The goal is to narrow the scope and cost of the research. The key is to determine which bill first added your terms of interest. To do this, simply follow the steps outlined below.
Option One: Quick & Easy
If you find yourself scratching your head or looking quizzical, feel free to Contact Us for help, and we'll be happy to assist. We regularly receive rave reviews for the high quality of our customer service. We truly enjoy working with our clients to help them meet their needs.
Option Two: Do It Yourself
Step One: Go to the annotated codes
Sometimes the annotated codes will provide descriptions of the changes made by each bill, and you can use this information to help determine which bill made the change you care about.
However, if such descriptions are not provided, you will have to review the chaptered laws and determine what changes were made by each. To do this, you will have to review the cited chaptered laws.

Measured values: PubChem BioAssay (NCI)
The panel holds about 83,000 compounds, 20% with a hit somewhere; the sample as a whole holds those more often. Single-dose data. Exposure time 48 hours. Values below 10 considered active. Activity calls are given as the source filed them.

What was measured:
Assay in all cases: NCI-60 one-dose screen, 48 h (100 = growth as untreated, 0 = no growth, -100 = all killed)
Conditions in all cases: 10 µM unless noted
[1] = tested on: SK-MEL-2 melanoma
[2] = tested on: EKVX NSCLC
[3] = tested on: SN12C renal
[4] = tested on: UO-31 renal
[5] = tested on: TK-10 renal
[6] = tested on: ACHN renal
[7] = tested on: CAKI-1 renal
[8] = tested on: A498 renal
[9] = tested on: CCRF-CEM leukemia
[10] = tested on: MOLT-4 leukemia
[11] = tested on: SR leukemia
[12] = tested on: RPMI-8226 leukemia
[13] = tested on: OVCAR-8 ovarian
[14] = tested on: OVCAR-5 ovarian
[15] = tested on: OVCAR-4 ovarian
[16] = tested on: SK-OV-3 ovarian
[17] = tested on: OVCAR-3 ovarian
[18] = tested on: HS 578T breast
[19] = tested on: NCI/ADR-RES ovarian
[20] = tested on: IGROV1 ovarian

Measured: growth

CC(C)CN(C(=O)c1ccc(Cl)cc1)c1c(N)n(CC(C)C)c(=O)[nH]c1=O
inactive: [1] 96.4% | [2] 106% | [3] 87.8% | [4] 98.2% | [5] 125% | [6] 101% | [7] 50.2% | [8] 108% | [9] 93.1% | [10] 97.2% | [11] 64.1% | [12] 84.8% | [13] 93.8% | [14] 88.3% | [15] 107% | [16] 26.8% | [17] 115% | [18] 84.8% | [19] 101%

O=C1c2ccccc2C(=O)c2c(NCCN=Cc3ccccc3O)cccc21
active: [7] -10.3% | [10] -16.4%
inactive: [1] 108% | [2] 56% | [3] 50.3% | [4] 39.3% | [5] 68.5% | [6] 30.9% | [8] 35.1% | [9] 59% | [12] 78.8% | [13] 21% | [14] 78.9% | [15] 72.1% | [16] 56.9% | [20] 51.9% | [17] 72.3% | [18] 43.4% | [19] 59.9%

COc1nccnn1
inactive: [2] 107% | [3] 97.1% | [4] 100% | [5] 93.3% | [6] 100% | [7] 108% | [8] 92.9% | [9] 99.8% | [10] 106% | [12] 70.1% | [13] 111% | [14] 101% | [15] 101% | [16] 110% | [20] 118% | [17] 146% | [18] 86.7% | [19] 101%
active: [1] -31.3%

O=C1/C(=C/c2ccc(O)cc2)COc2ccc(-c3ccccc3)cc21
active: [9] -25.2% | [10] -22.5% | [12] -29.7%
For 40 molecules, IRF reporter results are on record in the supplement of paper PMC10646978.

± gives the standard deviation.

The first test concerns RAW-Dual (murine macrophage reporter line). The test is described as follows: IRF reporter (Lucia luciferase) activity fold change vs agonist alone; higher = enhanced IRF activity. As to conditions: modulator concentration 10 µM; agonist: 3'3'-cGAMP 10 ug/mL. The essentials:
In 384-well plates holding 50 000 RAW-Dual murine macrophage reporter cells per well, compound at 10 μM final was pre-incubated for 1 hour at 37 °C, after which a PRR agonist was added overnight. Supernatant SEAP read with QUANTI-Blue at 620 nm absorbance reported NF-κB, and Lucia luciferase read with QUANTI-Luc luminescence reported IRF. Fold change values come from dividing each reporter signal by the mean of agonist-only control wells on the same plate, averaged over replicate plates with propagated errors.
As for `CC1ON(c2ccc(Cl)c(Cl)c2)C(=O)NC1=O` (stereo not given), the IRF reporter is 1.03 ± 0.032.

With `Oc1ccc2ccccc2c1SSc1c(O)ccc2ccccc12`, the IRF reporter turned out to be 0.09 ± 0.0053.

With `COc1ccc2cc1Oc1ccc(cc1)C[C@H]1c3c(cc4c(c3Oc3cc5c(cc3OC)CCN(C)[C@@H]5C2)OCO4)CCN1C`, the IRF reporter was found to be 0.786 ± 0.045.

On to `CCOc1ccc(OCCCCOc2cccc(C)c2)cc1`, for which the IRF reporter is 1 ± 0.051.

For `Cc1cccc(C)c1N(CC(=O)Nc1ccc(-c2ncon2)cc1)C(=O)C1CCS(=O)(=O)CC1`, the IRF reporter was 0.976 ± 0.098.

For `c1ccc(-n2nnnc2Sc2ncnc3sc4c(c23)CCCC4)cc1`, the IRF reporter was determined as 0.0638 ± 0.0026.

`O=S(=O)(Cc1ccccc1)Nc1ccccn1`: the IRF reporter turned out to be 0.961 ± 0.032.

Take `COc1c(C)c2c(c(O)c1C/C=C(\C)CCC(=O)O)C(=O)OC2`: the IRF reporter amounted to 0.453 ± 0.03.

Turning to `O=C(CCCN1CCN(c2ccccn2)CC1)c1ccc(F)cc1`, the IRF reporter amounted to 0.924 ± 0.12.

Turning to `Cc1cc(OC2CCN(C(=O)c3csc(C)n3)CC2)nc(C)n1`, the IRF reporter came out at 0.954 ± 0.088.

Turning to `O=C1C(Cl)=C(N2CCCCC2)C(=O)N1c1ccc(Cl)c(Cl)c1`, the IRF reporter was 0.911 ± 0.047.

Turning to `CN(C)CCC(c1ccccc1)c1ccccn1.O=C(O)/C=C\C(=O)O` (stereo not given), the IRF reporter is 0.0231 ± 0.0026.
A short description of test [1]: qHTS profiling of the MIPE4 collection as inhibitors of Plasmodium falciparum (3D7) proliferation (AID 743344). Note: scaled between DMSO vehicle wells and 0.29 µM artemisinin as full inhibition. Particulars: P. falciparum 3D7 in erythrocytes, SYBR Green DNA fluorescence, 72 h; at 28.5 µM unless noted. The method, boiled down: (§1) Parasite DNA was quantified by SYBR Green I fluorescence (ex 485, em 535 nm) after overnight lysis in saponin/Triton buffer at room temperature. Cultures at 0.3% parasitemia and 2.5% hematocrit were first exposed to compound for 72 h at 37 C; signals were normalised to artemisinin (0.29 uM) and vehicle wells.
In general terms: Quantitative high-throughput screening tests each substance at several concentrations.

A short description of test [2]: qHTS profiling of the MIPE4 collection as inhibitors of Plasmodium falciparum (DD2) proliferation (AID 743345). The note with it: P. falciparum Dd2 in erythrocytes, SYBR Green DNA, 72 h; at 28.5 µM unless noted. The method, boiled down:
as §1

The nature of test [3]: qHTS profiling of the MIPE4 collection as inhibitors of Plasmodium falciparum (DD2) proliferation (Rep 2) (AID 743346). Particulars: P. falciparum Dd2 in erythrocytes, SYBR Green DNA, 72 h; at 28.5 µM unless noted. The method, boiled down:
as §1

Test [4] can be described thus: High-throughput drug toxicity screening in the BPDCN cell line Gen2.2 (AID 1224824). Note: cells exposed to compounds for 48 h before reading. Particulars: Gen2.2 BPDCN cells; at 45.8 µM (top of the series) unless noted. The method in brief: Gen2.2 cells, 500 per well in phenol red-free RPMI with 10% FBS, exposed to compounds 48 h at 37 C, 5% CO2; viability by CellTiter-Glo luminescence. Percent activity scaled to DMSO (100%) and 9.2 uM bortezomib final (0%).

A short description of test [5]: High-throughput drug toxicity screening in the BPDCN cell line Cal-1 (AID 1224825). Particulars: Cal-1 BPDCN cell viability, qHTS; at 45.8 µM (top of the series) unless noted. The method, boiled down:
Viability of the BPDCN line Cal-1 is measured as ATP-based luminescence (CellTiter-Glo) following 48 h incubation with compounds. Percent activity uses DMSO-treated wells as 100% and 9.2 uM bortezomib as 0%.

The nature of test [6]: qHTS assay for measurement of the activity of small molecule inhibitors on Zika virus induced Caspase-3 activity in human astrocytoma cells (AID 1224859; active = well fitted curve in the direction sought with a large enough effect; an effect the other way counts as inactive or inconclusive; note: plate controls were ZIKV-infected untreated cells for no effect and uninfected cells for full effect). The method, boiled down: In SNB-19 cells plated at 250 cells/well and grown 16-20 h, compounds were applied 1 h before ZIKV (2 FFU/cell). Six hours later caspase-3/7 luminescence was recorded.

Step Two: Review the chaptered laws
The annotated codes will provide you with a list of chaptered laws at the end of the code section. But there might also be prior law cites buried deep in the historical annotations. Look under the "Prior Law" or "Derivation" headings following the code section. Sometimes the "Former" citations are relevant too. Many people miss these additional cites, so please be careful.
LRI provides instructions on how to quickly access these chaptered laws in our "Statutes Online" article. Review them in chronological order, and pick the one(s) that added or substantively amended the terms at issue. This will not only help you narrow the scope and cost of the research, but it brings an added bonus - reconstructing how a code section has evolved over time has been known to resolve cases (e.g. language-in, language-out can signal important legislative intent).
This is not rocket science, but it does require focus and attention to detail. Good luck, and don't forget that we are here to help if you need us at any stage of the identification process. Most of the time we can help you cut to the chase quickly and at no cost.
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